China’s Bo Jin surged to the top of the leaderboard after the first round of the Asia-Pacific Amateur Championship at the Amata Spring Country Club, in Chonburi, Thailand on Thursday.
The Oklahoma State University star started with a bogey but then made an eagle and six birdies to finish on seven-under par 65. That gave him an early two-shot advantage over local hero and the highest-ranked player in the field, world No. 12 Ratchanon ‘TK’ Chantananuwat, the in-form James Leow of Singapore and Japan’s Ryuta Suzuki.
On a day when preferred lies were in use after an overnight thunder shower, the players took advantage of softer and receptive greens with 49 shooting even-par or better.
It could have all gone horribly wrong for Jin, brother of the 2015 AAC champion Cheng Jin. He was scheduled to be one of the last players to reach Thailand but when he reached Oklahoma City airport, he could not find his name on the passenger list. In the end, he bought a fresh ticket to Los Angeles, which helped him catch his Qatar Airways flight to Doha on time.
Jin Delighted with Opening Round
“It’s hard not to be happy with a 65 after all that. I played great today, and the putter behaved all day. I just wish I can now have three similar rounds,” said Jin, who led at the halfway stage of the championship last year in Dubai Creek Golf & Country Club before finishing tied third.
“I reached here in time for one practice round. I’d have ideally preferred two. And then I made a horrible bogey on the first and I nearly pushed my second shot into the water on the second. It somehow stayed in a bunker and I made a birdie which just changed everything. It was a very important birdie from the bunker.
“It’s just the first round so there is a long way to go but I am delighted with the start.”
Tk 'Needs this win'
For the 15-year-old Chantananuwat, it was a tale of two nines. He struggled with his driver throughout the first nine and then had to endure three birdie putts lipping out on the back nine in a stretch where he had birdie chances on all nine holes and his longest birdie putt was from 21 feet.
“It was the most disappointing 67 I have ever shot. Of course, if you had given that score to me at the start of the day I would have taken it,” said the bogey-free Chantananuwat.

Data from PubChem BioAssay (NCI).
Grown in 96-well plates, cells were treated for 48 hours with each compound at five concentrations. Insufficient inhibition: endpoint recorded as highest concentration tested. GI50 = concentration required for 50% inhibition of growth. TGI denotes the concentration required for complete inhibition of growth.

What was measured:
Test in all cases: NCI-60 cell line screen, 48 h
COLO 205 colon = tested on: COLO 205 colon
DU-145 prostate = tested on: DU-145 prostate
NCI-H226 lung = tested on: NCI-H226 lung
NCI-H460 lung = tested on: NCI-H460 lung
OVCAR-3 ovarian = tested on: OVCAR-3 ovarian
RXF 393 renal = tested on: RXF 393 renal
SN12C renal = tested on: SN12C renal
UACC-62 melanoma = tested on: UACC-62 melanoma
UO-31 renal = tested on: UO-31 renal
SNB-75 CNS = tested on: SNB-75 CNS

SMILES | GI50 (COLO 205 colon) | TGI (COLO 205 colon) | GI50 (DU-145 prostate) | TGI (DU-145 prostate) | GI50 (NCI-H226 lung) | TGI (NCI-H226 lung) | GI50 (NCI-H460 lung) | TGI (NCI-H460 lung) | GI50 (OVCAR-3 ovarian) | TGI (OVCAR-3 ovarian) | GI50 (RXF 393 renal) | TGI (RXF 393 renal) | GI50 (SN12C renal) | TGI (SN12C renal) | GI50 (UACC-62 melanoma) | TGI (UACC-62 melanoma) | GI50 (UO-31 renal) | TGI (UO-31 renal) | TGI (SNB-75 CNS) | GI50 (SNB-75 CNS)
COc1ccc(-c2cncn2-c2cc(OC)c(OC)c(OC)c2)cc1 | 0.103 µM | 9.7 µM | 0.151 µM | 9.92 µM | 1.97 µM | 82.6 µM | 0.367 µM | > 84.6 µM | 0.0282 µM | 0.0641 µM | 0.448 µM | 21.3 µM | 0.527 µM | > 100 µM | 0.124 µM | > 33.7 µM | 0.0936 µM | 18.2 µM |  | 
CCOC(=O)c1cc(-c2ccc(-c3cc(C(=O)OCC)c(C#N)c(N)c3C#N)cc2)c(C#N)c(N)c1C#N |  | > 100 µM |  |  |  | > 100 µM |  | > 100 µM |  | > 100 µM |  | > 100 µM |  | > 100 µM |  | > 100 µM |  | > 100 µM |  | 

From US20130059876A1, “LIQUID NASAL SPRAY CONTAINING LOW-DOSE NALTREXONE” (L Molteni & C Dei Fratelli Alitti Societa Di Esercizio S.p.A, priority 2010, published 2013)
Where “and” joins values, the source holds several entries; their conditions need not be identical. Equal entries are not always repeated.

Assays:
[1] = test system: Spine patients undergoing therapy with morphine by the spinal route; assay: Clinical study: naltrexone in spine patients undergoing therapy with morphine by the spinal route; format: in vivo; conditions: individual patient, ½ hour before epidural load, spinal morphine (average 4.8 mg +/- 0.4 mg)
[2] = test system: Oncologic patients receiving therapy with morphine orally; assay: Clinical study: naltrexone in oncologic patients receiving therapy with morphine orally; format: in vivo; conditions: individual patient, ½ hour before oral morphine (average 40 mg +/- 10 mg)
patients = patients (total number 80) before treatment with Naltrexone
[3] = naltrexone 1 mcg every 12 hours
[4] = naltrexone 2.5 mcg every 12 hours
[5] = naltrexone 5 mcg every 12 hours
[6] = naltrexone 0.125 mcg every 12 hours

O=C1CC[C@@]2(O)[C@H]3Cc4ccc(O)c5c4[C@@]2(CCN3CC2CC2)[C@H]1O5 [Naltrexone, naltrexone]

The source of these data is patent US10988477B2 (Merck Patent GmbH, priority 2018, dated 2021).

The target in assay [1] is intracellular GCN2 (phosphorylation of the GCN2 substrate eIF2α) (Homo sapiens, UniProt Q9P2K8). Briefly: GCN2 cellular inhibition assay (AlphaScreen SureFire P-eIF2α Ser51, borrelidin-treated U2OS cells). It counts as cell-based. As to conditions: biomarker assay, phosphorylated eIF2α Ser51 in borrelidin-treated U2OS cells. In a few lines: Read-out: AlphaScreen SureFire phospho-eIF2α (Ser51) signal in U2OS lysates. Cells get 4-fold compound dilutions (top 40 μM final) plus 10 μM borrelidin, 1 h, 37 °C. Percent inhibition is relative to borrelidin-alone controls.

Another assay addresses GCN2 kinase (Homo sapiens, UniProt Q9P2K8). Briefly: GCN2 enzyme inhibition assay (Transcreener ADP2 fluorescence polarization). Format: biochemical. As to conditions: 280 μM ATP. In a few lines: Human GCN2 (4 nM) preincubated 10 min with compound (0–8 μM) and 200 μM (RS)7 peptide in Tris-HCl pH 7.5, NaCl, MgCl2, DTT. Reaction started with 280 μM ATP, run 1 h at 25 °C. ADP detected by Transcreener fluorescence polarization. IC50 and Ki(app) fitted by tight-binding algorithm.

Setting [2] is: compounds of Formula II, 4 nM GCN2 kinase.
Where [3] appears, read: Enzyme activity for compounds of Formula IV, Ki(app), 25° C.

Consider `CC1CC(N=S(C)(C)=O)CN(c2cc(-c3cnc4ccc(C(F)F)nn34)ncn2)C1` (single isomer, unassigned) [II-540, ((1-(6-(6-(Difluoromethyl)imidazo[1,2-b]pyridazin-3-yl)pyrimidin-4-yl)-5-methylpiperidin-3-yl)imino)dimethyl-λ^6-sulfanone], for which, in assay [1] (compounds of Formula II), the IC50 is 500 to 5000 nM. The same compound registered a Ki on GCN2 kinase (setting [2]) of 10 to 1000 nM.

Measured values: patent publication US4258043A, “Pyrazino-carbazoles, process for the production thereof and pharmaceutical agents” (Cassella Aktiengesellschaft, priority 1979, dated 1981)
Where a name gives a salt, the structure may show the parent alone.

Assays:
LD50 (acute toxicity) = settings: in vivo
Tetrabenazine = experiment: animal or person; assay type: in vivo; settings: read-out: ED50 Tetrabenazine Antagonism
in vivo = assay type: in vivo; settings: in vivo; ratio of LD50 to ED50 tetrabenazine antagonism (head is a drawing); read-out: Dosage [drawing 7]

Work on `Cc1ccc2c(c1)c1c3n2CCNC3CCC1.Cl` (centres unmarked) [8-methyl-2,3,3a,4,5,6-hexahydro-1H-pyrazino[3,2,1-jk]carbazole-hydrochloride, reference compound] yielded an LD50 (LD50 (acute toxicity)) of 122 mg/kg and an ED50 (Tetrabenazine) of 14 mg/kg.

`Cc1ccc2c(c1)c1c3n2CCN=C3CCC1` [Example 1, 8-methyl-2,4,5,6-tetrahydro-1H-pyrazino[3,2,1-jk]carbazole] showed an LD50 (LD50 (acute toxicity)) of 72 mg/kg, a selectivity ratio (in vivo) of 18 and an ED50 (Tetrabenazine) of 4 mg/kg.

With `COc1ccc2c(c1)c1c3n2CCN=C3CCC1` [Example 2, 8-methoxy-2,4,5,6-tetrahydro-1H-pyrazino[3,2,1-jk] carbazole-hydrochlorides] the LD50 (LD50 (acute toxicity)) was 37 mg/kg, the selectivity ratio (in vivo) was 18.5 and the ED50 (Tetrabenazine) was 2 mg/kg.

“I was hitting my driver so bad on the front nine and then, at the turn, my father (also his caddie) told me to pay attention to my alignment and tempo. I hit every fairway and green on the back nine but kept missing putts, including on the 17th and 18th holes from inside seven to eight feet.”
“Being hard on myself is the only reason why I’m at this level at a young age. If I’m happy with a 5‑under, I’m never going to win this event. I must keep my head down and I have to get there the next three days.
“This is the tournament I want to win most in my life. On the Asian Tour, there are 12 events I can play every year but this only comes once a year and it only comes to Thailand once every 10-12 years. Let me put it this way – I don’t want this, I need this. It's a big difference.”
Injury battle for Leow
A slight neck sprain early in the morning restricted Leow’s movements but it wasn’t enough to stop him from shooting a 67.
The 25-year-old from Singapore, enjoying some of the best form of his career that has helped him win two college golf titles in the United States and reach the round of 16 in the U.S. Mid-Amateur Championship in the past few months, made just one bogey – on the difficult par-3 8th.
“I could feel it in my neck when I reached the 10th tee and I couldn’t turn my upper body as much as I needed to. I kept my strategy simple after that and played to my strengths. I don’t like to push for extra yardage or try to like hit certain hero shots. So the sprain could have helped,” said Leow.
“I played well. I hit a couple of them to tap-in distances. I think my last six holes, which was the front nine, was feeling a little tougher and required a lot of flight control and distance control. I was disappointed with not making a birdie on the par-5 7th, rather than the bogey on the par-3 8th, because that is a really long hole and one of the toughest on the golf course.”
Japan’s Suzuki posted six birdies and dropped just the one shot on the par four 6th while Singapore’s Leow, who started at the 10th, carded four birdies in his first seven holes.
Wenyi Ding, the reigning US Junior Amateur champion from China and the second highest-ranked player in the field at No. 17 on the World Amateur Golf Ranking, was one of seven players tied for 13th place at three-under par 69.
Created in 2009, the AAC was established to further develop amateur golf in the Asia-Pacific region. The champion will receive an invitation to compete in the 2023Masters Tournament and The 151stnd Open, while the runner(s)-up will gain a place in Final Qualifying for The Open.
by Joy Chakravarty